By Los Angeles Region CEO, Jarrett Barrios
Each time an earthquake shakes the ground it gives us a new perspective on stability. This is anything but settling. I think the feeling of helplessness and confusion that follows an earthquake is especially apparent for newer Southern CA residents, like myself, who are still getting used to the feeling of an earthquake— even the smaller ones.
Prior to taking on my current role as the Chief Executive Officer of the American Red Cross Los Angeles Region, I was with the Red Cross for over six years in Boston. And, even prior to my employment with the organization, I sat on the Board of Directors for the Massachusetts Bay Red Cross Region while serving as the Senate Chair of the Commonwealth of Massachusetts’ Joint Committee for Public Safety & Homeland Security. In Boston, I led the Red Cross response following the Boston Marathon bombings. And in 2012, I deployed with the Red Cross to assist with Superstorm Sandy. Most recently, as many of you know, I served with the Red Cross Disaster Response team in Texas and Florida in response to Hurricanes Harvey and Irma.
I write all this because, although I may still be getting used to the feeling of the earth moving back and forth underneath my own feet, emergency preparedness and disaster response and relief are all areas in which I am extremely well versed.
Feeling Monday night’s earthquake in Los Angles and then hearing the news of the damage and terror in Mexico, especially having just returned from a three and a half week deployment – two weeks in Houston and a week and a half in Miami- made the potential for a large -scale emergency or disaster in the Los Angeles area seem all the more real.
Seeing the mass amounts of people affected by Hurricane Harvey and Hurricane Irma in person was terrifying— but it was also motivating. I’m hoping today to pass that motivation on to all of you so that every Los Angeles area resident takes the necessary steps to be prepared for a large-scale disaster, like a strong earthquake.
Everyone should have an emergency preparedness kit—packed and ready with seven days of food, water and supplies for every member in your family. You should also have an emergency plan—and take the time to discuss and practice that plan with your loved ones. And remember, during an earthquake, when the ground starts to shake: drop, cover and hold on. I also can’t stress enough the importance of staying informed—and today that’s as easy as typing a web address into your browser. Preparesocal.org is a great resource. There, you can find everything you need to know to be prepared for emergencies and disasters.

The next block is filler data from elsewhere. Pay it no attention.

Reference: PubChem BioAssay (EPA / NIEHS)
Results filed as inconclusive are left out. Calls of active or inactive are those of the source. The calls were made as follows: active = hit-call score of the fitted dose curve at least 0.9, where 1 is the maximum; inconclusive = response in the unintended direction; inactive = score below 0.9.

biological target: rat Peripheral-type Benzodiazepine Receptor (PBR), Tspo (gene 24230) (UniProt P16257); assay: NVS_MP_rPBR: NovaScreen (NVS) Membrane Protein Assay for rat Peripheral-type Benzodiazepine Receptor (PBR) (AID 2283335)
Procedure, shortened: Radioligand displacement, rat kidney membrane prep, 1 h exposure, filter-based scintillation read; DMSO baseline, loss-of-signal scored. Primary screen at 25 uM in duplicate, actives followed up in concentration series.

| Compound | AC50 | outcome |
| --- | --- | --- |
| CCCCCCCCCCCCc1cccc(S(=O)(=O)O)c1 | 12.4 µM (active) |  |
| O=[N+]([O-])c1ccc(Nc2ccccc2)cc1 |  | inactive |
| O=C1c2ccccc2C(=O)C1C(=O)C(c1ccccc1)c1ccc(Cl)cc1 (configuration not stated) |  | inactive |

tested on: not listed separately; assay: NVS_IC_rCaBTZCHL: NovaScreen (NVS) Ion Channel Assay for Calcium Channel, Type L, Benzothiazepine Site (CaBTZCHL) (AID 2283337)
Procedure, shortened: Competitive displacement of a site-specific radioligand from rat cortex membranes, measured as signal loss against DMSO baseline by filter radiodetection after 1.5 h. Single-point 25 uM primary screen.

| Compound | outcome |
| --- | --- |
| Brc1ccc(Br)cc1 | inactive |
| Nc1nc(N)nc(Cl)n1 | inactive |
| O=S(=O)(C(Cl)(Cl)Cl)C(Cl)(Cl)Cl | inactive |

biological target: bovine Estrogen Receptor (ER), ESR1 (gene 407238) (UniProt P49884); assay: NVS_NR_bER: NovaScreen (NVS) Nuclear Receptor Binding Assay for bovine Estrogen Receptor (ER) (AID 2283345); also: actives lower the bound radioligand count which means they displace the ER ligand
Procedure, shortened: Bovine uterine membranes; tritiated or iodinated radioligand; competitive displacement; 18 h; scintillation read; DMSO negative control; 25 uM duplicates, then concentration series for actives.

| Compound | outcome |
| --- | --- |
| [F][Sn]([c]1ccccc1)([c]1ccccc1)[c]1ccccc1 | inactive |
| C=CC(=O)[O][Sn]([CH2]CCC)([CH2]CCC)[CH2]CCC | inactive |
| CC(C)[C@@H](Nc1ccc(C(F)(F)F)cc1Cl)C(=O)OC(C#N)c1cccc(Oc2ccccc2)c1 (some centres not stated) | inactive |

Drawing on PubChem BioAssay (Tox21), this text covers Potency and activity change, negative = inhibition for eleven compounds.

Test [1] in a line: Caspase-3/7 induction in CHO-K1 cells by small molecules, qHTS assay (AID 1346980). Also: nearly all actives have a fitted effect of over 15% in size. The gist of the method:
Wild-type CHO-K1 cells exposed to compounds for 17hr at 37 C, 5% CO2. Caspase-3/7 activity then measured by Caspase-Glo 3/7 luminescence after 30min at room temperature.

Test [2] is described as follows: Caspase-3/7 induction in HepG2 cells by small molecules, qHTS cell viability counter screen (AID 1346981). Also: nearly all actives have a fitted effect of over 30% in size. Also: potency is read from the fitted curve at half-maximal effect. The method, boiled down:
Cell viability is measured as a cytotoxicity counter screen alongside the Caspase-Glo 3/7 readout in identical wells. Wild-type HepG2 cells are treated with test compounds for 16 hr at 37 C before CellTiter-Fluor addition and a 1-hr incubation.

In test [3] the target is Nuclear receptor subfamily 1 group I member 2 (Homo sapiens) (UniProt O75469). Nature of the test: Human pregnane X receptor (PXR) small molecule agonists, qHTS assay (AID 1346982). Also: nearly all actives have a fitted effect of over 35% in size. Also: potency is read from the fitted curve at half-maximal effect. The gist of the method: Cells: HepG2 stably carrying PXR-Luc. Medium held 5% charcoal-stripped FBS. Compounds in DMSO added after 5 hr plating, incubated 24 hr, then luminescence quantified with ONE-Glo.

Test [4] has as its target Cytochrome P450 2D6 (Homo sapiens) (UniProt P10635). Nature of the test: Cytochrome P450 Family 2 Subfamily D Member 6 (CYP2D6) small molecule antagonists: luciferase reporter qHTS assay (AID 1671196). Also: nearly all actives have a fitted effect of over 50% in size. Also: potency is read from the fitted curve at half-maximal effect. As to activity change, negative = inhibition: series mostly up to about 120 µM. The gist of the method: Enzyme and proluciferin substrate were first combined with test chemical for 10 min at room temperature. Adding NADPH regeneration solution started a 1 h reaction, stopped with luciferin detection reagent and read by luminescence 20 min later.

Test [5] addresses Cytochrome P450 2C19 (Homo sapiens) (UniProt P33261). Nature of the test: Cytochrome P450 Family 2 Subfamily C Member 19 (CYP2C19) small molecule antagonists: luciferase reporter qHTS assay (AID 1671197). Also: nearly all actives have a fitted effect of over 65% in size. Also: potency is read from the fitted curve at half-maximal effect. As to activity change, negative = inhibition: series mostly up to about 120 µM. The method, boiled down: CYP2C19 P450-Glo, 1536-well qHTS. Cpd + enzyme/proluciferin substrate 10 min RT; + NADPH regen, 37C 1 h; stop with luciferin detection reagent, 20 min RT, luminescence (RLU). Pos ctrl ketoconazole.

Providing hope, compassion, comfort and care after a large scale emergency or disaster takes more than commitment—it takes man power. For the Red Cross that means lots and lots of qualified and trained volunteers. Right now, from the Red Cross Los Angeles Region alone, we have nearly 170 volunteers actively deployed and assisting with hurricane relief efforts. These volunteers have put their regular lives on hold to travel across the country to join thousands of Red Crossers from around the globe and help get the good people affected by Harvey and Irma back on their feet.
Whether a disaster strikes in Texas, Florida, the Caribbean, Mexico, or right here in Los Angeles, the need for volunteers will continue. If you would like to help people during their greatest time of need go to preparesocal.org/volunteer to take the steps necessary to become a Red Cross volunteer and train for vital disaster relief roles.
Because of the geographic areas affected by Harvey and Irma (and the same would most certainly apply after a strong earthquake here in Los Angeles), and because the Red Cross helps everyone—regardless of their immigration status, I am personally urging Spanish/English bilingual individuals to join the Red Cross as volunteers.
Please stay safe, join us as a volunteer if you can, and know that the Red Cross will continue to be a stable force in disaster recovery efforts— anytime, anywhere.
To meet the urgent need for volunteers to deploy and assist with Hurricane Relief Efforts, the Red Cross Los Angeles Region has launched a series of full-day, in-person trainings. These trainings will prepare new volunteers to serve in vital disaster relief roles. To learn more about Pre-Deployment Trainings, and local volunteer opportunities, click here.
Jarrett Barrios is the Chief Executive Officer at the American Red Cross Los Angeles Region. But, above all, Jarrett Barrios is a humanitarian, with more than 20 years of experience helping those in need throughout the United States and Cuba.
To learn more about Jarrett Barrios or the America Red Cross Los Angeles Region, visit RedCrossLA.org.